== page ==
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Trump Calls For Large Scale Tax Cuts, But Can America Afford It?

April 26, 2017

The Conference Board of Canada’s Chief Economist Craig Alexander offers the following perspectives:

President Trump proposed large scale tax cuts for businesses and individuals today. If implemented it would represent dramatic tax reform in the United States, which would create significant competitiveness challenges for Canada. However, proposals are only recommendations. Congress has to agree and create the necessary legislation. The full extent of the proposals are likely fiscally unaffordable. Accordingly, more modest tax cuts are likely to be enacted that would pose less of a challenge for Canada. The worst case scenario would be large tax cuts paid for by a border adjustment tax, but that does not appear to be a likely outcome,
—Craig Alexander, Senior Vice-President and Chief Economist, The Conference Board of Canada.


  • Today, the U.S. President proposed large scale tax reductions that were broadly in-line with his campaign promises. If fully implemented, this tax reduction would stimulate U.S. economic growth. However, history tells us that tax cuts do not pay for themselves. Indeed, the proposed tax reductions would be very expensive and would lead to significantly larger deficits at a time that the U.S. fiscal path is already unsustainable due to future pressures from Medicare, Medicaid and Social Security. The tax measures would also likely exacerbate income inequality. The President can propose large scale tax relief, but what matters most is what Congress will agree to. The most likely scenario is that Congress will ultimately agree to much more modest tax reductions.
  • There are many elements to the proposed tax relief. A few highlights include:
    • Lowering the statutory corporate tax rate from 35 percent to 15 percent.
    • The tax rate on pass-through businesses would fall from a top rate of above 39 percent to 15 percent.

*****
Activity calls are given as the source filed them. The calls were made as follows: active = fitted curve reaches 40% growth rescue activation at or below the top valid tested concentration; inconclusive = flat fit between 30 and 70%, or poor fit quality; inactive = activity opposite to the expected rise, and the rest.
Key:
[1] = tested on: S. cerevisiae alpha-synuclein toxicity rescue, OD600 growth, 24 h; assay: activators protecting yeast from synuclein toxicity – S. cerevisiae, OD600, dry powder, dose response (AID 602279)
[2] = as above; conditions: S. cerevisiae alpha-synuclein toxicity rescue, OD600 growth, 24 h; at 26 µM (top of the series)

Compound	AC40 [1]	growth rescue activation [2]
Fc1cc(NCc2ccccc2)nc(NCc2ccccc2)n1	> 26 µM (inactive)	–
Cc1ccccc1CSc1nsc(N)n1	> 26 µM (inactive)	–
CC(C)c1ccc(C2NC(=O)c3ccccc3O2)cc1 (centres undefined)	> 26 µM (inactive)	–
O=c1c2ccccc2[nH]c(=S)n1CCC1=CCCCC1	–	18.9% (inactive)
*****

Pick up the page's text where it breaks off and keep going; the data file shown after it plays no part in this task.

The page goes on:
• Reducing the current seven personal tax brackets to three at 10 per cent, 25 percent and 35 percent – which would lower personal taxes.
    • Double the standard income tax deduction, so no taxes on the first $24,000 of income.
    • Elimination of the estate tax and alternative minimum tax.
    • Proposes a one-time reduction in taxes on repatriation of earnings from abroad.
  • If Trump’s tax proposals were fully implemented, it would create a significant tax competitiveness challenge for Canada. U.S. businesses would have a tax advantage. Canada would find it more difficult to compete for international talent that can earn more on an after-tax basis in America. However, Canada should not overreact to the competitive risks, as proposals are not actual legislation. Congress will need to pass legislation to make them a reality, and while there may be Republican support for tax relief, it still has to be affordable.
  • One source of additional tax revenues might be a border adjustment tax, which would be a negative outcome for Canada. However, today’s proposals did not include a border adjustment tax and the introduction of one has significant challenges. A border adjustment tax is very complex, which makes it less appealing. It would also have a  negative effect for some major U.S. sectors, like retailers who have a powerful voice in Washington.
  • So, it is important to watch how Congress debates tax reform going forward. It may be very difficult to get bi-partisan support, and many Republicans are fiscally prudent and will not support large deficits.
  • The most likely outcome is more modest tax cuts for businesses and individuals, which would be less of a competitive challenge for Canada.


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Photo of Craig Alexander Craig Alexander
Senior Vice-President and Chief Economist

Craig Alexander brings over 19 years of experience in the private sector as an economic and financial forecaster to the position of Senior Vice President and Chief Economist. He oversees the Board’s macro-economic outlook products, custom economic and tourism research.

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